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June 05 2012

Developing cross-platform mobile apps with C#

Building a mobile app that runs on more than one platform, with minimal code changes, is a technical Holy Grail. The HTML5 stack (using CSS and JavaScript, among other standards) and Java are two solutions. Another is Microsoft's .NET plus C#, a combo that's been overlooked outside the Windows Phone 7 developer community despite its potential to create apps that can run natively on Android and iOS.

In the following interview, software engineer Greg Shackles (@gshackles) aims to expand the potential of this platform. Shackles is the author of "Mobile Development with C#" and maintains a blog focusing mainly on .NET and its related technologies.

We hear a lot about using C++ to build mobile apps, so why use C# — and the associated .NET?

Greg Shackles: There are various ways to share code across different platforms. Unfortunately, many approaches will abstract away the user interface from the developer in order to achieve a "write once, run anywhere" solution, making it easier to release an application quickly on many platforms. This sounds great, but often it will lead to a degraded user experience since the app won't look and feel native to that platform. The user experience is the most important thing to consider when designing an application.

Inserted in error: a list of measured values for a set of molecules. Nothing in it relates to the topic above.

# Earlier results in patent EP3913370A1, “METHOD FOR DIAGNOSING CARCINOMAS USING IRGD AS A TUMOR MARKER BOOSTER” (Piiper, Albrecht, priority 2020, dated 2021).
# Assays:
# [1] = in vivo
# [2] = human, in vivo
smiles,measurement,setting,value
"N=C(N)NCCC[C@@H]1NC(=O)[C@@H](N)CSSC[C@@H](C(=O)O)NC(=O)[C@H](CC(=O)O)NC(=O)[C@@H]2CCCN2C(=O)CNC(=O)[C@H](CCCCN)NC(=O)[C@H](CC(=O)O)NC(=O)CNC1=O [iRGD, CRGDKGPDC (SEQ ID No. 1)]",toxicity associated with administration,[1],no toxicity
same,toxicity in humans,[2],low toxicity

Using C# and the Mono Tools allows the developer to share a large subset of an application's code across multiple platforms while still building a completely native user interface on top of it for each platform. Applications created with this approach will look and feel native because they're using the exact same APIs and toolkits exposed by the platform. In some cases, the Mono tools even help to clean up the platform APIs to make them easier to work with than those exposed by the native languages.

This approach allows developers to concentrate on solving business problems rather than having to manage multiple languages and reinvent the wheel every time they want to expand to a new platform. Going even further, the code that is shared across platforms isn't limited to mobile applications. It can go pretty much anywhere that C# and .NET are supported, such as ASP.NET, Silverlight, or WPF. Developers already familiar with these technologies can easily hit the ground running and start targeting these new platforms while reusing the skills they already have.

What else makes the .NET Framework well suited for mobile development?

Greg Shackles: C# and .NET are both very mature and powerful technologies. They have evolved over the years to provide support for things like asynchronous programming and memory management, and features like LINQ help make them great to work with as a developer.

For example, there is no garbage collector when writing iOS apps with Objective-C. That's a feature .NET developers are used to having. MonoTouch actually brings a garbage collector along with it, making it much easier to work with, without having to worry about manual memory management.

What are a few of the technical weaknesses of C# or .NET?

Greg Shackles: There aren't too many technical limitations, but whenever you place another layer between you and the native platform, some problems are unavoidable.

One example is that on iOS, you are not allowed to dynamically execute code at runtime, meaning that the standard .NET style of just-in-time compilation is not permitted and that aspects of .NET that rely on runtime code compilation are not possible, such as Reflection.Emit and the Dynamic Language Runtime. To get around this, MonoTouch compiles the application down to static code ahead of time. This particular limitation does not apply on Android, which does allow for just-in-time compilation.